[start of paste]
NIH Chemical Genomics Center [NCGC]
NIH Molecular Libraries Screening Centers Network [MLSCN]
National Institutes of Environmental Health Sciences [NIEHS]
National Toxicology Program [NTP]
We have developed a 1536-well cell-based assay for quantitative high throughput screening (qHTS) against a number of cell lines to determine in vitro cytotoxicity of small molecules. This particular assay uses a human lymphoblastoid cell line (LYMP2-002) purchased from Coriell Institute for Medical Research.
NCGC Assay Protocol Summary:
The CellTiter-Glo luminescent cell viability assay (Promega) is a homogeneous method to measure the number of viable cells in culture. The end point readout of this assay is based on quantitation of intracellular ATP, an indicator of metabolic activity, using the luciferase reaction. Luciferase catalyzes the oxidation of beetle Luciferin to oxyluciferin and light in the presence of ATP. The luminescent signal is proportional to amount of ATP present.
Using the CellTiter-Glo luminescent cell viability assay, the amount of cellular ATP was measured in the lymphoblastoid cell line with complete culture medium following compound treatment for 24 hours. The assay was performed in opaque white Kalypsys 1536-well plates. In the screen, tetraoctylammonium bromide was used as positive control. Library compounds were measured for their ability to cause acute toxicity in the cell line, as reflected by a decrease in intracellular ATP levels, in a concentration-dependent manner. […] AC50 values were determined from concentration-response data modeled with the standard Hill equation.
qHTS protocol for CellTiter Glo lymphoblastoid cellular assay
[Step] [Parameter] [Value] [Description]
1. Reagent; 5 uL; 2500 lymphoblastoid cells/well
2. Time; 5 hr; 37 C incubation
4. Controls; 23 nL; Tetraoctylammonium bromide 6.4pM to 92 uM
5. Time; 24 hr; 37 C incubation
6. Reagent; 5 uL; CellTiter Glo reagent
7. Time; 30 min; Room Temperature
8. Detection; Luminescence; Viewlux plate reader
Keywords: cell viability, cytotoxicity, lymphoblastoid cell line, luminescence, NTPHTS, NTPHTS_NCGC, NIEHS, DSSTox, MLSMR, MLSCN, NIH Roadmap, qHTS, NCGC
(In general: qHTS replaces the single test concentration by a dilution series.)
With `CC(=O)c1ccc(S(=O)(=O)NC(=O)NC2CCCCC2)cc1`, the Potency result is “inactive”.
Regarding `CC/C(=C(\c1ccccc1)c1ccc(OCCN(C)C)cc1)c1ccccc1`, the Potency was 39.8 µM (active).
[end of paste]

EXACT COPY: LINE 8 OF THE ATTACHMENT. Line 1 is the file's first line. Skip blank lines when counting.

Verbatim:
Using the CellTiter-Glo luminescent cell viability assay, the amount of cellular ATP was measured in the lymphoblastoid cell line with complete culture medium following compound treatment for 24 hours. The assay was performed in opaque white Kalypsys 1536-well plates. In the screen, tetraoctylammonium bromide was used as positive control. Library compounds were measured for their ability to cause acute toxicity in the cell line, as reflected by a decrease in intracellular ATP levels, in a concentration-dependent manner. […] AC50 values were determined from concentration-response data modeled with the standard Hill equation.